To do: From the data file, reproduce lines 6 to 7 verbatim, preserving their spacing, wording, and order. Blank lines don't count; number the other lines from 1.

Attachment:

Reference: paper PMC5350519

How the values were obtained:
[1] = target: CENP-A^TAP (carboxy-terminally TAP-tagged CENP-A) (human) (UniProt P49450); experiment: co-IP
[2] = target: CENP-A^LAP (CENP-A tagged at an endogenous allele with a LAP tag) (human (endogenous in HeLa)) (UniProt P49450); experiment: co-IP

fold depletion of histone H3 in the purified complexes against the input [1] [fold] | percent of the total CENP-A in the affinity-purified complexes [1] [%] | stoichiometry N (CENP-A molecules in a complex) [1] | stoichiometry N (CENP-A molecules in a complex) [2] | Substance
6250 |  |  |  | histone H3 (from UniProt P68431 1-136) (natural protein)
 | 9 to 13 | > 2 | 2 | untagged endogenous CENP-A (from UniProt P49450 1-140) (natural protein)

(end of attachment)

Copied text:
6250 |  |  |  | histone H3 (from UniProt P68431 1-136) (natural protein)
 | 9 to 13 | > 2 | 2 | untagged endogenous CENP-A (from UniProt P49450 1-140) (natural protein)